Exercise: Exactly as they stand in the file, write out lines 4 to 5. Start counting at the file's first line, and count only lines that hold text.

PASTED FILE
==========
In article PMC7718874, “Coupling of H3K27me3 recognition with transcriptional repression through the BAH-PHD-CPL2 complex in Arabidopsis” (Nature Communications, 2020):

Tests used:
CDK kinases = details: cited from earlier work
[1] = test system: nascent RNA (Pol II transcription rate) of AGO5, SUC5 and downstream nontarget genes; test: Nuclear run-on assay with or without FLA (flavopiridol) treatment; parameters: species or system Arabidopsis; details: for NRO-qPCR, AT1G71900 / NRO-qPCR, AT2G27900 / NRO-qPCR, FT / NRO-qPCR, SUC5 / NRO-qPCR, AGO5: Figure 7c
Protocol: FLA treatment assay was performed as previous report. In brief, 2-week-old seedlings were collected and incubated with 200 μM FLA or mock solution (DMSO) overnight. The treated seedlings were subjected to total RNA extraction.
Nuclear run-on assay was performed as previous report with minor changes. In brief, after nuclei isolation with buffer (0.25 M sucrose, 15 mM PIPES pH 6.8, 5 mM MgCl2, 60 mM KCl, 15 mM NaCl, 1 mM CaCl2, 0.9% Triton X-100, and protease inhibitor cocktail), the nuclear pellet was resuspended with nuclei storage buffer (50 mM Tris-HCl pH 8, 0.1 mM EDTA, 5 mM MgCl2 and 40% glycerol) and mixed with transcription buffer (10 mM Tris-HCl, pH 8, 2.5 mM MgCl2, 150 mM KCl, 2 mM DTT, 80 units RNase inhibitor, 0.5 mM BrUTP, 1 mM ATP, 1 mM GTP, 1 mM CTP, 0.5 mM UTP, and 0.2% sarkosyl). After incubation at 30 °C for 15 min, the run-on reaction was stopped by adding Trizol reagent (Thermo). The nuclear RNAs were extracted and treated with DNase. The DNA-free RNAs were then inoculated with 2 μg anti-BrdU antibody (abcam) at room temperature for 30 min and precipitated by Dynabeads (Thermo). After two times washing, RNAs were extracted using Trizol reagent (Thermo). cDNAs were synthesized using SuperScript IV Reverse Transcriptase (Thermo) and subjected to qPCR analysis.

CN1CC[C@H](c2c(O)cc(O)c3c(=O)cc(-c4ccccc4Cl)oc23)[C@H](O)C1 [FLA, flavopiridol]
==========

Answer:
[1] = test system: nascent RNA (Pol II transcription rate) of AGO5, SUC5 and downstream nontarget genes; test: Nuclear run-on assay with or without FLA (flavopiridol) treatment; parameters: species or system Arabidopsis; details: for NRO-qPCR, AT1G71900 / NRO-qPCR, AT2G27900 / NRO-qPCR, FT / NRO-qPCR, SUC5 / NRO-qPCR, AGO5: Figure 7c
Protocol: FLA treatment assay was performed as previous report. In brief, 2-week-old seedlings were collected and incubated with 200 μM FLA or mock solution (DMSO) overnight. The treated seedlings were subjected to total RNA extraction.